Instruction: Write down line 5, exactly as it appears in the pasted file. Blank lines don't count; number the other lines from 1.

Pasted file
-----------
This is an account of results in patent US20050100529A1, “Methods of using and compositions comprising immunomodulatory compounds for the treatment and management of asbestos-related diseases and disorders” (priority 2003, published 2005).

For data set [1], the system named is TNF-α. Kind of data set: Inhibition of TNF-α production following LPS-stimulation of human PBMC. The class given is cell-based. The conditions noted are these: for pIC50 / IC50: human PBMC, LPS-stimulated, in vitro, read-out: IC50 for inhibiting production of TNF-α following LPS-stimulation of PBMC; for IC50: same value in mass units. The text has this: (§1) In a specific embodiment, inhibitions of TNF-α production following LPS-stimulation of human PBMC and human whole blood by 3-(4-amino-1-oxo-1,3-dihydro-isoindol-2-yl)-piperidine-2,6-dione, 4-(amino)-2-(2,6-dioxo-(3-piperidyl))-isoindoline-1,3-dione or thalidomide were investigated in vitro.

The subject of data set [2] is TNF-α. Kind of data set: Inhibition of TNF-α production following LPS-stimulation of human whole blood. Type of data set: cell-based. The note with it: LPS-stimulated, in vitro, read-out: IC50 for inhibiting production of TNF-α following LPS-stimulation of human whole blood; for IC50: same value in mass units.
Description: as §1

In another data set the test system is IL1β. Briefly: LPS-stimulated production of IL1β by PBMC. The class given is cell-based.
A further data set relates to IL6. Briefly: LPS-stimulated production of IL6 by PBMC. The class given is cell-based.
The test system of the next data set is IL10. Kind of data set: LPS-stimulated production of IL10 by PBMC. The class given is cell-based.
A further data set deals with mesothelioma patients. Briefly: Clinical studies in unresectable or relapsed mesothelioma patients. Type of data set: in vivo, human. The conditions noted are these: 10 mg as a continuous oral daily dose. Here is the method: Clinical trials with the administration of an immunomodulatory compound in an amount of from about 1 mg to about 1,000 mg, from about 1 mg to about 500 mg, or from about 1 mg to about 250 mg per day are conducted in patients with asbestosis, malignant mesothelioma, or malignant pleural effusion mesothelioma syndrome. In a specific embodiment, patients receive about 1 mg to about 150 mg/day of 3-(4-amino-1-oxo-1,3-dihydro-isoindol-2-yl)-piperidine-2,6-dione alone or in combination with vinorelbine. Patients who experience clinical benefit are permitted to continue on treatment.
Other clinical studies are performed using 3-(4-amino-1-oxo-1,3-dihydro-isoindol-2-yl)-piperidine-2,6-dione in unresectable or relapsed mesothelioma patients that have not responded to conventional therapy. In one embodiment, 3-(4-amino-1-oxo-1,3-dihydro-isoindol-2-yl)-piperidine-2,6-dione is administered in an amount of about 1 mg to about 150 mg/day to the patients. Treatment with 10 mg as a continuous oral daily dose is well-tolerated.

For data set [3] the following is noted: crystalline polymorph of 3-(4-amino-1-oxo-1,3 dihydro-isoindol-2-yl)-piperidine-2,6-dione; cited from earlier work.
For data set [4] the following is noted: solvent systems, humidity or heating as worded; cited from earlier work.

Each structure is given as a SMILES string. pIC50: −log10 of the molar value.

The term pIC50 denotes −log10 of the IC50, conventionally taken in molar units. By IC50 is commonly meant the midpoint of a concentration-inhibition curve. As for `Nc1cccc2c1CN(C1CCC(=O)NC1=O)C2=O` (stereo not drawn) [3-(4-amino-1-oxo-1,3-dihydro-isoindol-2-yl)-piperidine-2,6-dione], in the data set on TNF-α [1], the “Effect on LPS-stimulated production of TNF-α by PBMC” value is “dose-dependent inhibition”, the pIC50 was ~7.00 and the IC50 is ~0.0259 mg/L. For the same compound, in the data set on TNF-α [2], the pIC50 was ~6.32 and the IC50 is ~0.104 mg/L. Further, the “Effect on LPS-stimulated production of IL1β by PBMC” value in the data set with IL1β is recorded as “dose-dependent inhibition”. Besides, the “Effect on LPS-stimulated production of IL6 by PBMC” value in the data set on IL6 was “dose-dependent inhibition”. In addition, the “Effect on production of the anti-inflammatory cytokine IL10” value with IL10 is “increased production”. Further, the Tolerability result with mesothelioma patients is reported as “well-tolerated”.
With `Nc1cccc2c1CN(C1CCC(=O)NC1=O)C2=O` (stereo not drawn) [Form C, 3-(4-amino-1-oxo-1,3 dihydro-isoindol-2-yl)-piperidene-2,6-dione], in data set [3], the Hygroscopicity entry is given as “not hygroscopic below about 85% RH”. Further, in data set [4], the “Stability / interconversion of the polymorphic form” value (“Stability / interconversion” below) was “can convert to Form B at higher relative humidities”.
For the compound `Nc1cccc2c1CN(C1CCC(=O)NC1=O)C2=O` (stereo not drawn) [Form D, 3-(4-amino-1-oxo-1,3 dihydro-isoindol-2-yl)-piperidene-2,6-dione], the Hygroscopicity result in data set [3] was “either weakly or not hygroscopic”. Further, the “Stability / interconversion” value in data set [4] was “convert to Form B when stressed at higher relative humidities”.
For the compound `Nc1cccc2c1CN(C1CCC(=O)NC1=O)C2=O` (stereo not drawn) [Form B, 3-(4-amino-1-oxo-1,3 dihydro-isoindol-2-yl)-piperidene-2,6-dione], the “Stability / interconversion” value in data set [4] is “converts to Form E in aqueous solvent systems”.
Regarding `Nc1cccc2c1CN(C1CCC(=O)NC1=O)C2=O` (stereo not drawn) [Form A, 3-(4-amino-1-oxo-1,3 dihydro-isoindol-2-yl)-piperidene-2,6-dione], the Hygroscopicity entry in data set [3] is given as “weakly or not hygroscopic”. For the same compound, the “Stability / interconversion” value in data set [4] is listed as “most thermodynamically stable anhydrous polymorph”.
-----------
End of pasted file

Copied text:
In another data set the test system is IL1β. Briefly: LPS-stimulated production of IL1β by PBMC. The class given is cell-based.